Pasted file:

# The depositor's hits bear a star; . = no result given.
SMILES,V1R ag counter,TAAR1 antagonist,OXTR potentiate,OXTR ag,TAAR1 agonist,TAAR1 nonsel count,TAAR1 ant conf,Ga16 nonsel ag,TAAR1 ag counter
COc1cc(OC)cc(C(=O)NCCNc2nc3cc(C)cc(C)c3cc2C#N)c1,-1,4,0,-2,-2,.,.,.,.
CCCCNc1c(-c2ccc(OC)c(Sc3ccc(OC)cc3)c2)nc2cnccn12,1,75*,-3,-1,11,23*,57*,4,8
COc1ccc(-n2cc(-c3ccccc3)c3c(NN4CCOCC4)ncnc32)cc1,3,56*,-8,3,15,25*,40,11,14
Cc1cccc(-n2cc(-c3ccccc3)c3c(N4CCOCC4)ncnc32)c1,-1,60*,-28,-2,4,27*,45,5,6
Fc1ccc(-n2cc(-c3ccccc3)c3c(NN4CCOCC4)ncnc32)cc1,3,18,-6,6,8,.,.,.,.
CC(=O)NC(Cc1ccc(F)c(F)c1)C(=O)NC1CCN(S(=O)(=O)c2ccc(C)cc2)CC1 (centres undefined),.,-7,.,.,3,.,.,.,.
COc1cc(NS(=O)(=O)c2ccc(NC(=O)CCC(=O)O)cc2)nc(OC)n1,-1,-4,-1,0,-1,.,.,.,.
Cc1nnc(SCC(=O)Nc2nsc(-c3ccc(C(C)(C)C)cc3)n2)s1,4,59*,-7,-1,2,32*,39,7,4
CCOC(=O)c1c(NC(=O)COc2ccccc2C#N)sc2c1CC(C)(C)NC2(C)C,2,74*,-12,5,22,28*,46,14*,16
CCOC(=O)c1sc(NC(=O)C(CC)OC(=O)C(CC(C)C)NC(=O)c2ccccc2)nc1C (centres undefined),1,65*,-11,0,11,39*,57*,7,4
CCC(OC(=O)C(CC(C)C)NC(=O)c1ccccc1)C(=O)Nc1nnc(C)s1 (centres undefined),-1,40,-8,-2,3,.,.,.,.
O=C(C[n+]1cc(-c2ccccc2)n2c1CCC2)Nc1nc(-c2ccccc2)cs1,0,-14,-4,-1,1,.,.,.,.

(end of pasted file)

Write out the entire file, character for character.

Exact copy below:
# The depositor's hits bear a star; . = no result given.
SMILES,V1R ag counter,TAAR1 antagonist,OXTR potentiate,OXTR ag,TAAR1 agonist,TAAR1 nonsel count,TAAR1 ant conf,Ga16 nonsel ag,TAAR1 ag counter
COc1cc(OC)cc(C(=O)NCCNc2nc3cc(C)cc(C)c3cc2C#N)c1,-1,4,0,-2,-2,.,.,.,.
CCCCNc1c(-c2ccc(OC)c(Sc3ccc(OC)cc3)c2)nc2cnccn12,1,75*,-3,-1,11,23*,57*,4,8
COc1ccc(-n2cc(-c3ccccc3)c3c(NN4CCOCC4)ncnc32)cc1,3,56*,-8,3,15,25*,40,11,14
Cc1cccc(-n2cc(-c3ccccc3)c3c(N4CCOCC4)ncnc32)c1,-1,60*,-28,-2,4,27*,45,5,6
Fc1ccc(-n2cc(-c3ccccc3)c3c(NN4CCOCC4)ncnc32)cc1,3,18,-6,6,8,.,.,.,.
CC(=O)NC(Cc1ccc(F)c(F)c1)C(=O)NC1CCN(S(=O)(=O)c2ccc(C)cc2)CC1 (centres undefined),.,-7,.,.,3,.,.,.,.
COc1cc(NS(=O)(=O)c2ccc(NC(=O)CCC(=O)O)cc2)nc(OC)n1,-1,-4,-1,0,-1,.,.,.,.
Cc1nnc(SCC(=O)Nc2nsc(-c3ccc(C(C)(C)C)cc3)n2)s1,4,59*,-7,-1,2,32*,39,7,4
CCOC(=O)c1c(NC(=O)COc2ccccc2C#N)sc2c1CC(C)(C)NC2(C)C,2,74*,-12,5,22,28*,46,14*,16
CCOC(=O)c1sc(NC(=O)C(CC)OC(=O)C(CC(C)C)NC(=O)c2ccccc2)nc1C (centres undefined),1,65*,-11,0,11,39*,57*,7,4
CCC(OC(=O)C(CC(C)C)NC(=O)c1ccccc1)C(=O)Nc1nnc(C)s1 (centres undefined),-1,40,-8,-2,3,.,.,.,.
O=C(C[n+]1cc(-c2ccccc2)n2c1CCC2)Nc1nc(-c2ccccc2)cs1,0,-14,-4,-1,1,.,.,.,.